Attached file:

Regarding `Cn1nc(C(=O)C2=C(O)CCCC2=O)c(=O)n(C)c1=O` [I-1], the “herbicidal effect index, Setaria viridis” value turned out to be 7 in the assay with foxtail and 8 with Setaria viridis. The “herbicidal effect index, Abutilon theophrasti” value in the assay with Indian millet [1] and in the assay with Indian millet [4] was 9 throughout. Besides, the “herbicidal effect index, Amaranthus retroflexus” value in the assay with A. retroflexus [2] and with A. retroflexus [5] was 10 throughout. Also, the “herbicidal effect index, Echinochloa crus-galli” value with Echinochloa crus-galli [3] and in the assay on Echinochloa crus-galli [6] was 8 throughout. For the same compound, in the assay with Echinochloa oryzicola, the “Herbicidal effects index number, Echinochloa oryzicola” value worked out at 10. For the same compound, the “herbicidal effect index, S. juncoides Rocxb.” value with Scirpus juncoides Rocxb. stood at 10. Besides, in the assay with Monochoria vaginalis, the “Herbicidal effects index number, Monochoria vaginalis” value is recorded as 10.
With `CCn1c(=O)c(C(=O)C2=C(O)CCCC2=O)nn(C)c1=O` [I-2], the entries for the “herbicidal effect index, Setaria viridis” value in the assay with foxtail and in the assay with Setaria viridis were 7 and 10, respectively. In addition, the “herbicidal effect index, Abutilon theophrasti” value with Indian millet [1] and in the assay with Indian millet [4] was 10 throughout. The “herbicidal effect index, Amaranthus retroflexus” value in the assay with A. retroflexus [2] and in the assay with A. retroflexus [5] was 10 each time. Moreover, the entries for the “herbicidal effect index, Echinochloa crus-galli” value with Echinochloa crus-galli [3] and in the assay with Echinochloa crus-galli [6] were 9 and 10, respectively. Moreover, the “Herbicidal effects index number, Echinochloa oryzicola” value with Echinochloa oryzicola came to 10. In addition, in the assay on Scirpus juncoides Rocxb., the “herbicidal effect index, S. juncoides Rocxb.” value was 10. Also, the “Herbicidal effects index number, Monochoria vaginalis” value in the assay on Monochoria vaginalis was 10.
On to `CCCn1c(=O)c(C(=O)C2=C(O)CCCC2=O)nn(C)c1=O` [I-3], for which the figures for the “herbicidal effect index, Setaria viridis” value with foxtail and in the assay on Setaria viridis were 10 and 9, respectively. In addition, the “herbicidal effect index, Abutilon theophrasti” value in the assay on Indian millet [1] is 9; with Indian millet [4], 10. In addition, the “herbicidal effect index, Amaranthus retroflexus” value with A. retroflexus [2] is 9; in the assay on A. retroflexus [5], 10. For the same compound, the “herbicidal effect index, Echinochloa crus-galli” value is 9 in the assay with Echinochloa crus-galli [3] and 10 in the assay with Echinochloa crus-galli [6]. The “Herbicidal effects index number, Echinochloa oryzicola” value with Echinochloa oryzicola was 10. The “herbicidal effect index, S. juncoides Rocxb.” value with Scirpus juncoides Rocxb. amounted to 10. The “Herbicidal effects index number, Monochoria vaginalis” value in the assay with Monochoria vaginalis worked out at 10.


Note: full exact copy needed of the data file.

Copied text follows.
Regarding `Cn1nc(C(=O)C2=C(O)CCCC2=O)c(=O)n(C)c1=O` [I-1], the “herbicidal effect index, Setaria viridis” value turned out to be 7 in the assay with foxtail and 8 with Setaria viridis. The “herbicidal effect index, Abutilon theophrasti” value in the assay with Indian millet [1] and in the assay with Indian millet [4] was 9 throughout. Besides, the “herbicidal effect index, Amaranthus retroflexus” value in the assay with A. retroflexus [2] and with A. retroflexus [5] was 10 throughout. Also, the “herbicidal effect index, Echinochloa crus-galli” value with Echinochloa crus-galli [3] and in the assay on Echinochloa crus-galli [6] was 8 throughout. For the same compound, in the assay with Echinochloa oryzicola, the “Herbicidal effects index number, Echinochloa oryzicola” value worked out at 10. For the same compound, the “herbicidal effect index, S. juncoides Rocxb.” value with Scirpus juncoides Rocxb. stood at 10. Besides, in the assay with Monochoria vaginalis, the “Herbicidal effects index number, Monochoria vaginalis” value is recorded as 10.
With `CCn1c(=O)c(C(=O)C2=C(O)CCCC2=O)nn(C)c1=O` [I-2], the entries for the “herbicidal effect index, Setaria viridis” value in the assay with foxtail and in the assay with Setaria viridis were 7 and 10, respectively. In addition, the “herbicidal effect index, Abutilon theophrasti” value with Indian millet [1] and in the assay with Indian millet [4] was 10 throughout. The “herbicidal effect index, Amaranthus retroflexus” value in the assay with A. retroflexus [2] and in the assay with A. retroflexus [5] was 10 each time. Moreover, the entries for the “herbicidal effect index, Echinochloa crus-galli” value with Echinochloa crus-galli [3] and in the assay with Echinochloa crus-galli [6] were 9 and 10, respectively. Moreover, the “Herbicidal effects index number, Echinochloa oryzicola” value with Echinochloa oryzicola came to 10. In addition, in the assay on Scirpus juncoides Rocxb., the “herbicidal effect index, S. juncoides Rocxb.” value was 10. Also, the “Herbicidal effects index number, Monochoria vaginalis” value in the assay on Monochoria vaginalis was 10.
On to `CCCn1c(=O)c(C(=O)C2=C(O)CCCC2=O)nn(C)c1=O` [I-3], for which the figures for the “herbicidal effect index, Setaria viridis” value with foxtail and in the assay on Setaria viridis were 10 and 9, respectively. In addition, the “herbicidal effect index, Abutilon theophrasti” value in the assay on Indian millet [1] is 9; with Indian millet [4], 10. In addition, the “herbicidal effect index, Amaranthus retroflexus” value with A. retroflexus [2] is 9; in the assay on A. retroflexus [5], 10. For the same compound, the “herbicidal effect index, Echinochloa crus-galli” value is 9 in the assay with Echinochloa crus-galli [3] and 10 in the assay with Echinochloa crus-galli [6]. The “Herbicidal effects index number, Echinochloa oryzicola” value with Echinochloa oryzicola was 10. The “herbicidal effect index, S. juncoides Rocxb.” value with Scirpus juncoides Rocxb. amounted to 10. The “Herbicidal effects index number, Monochoria vaginalis” value in the assay with Monochoria vaginalis worked out at 10.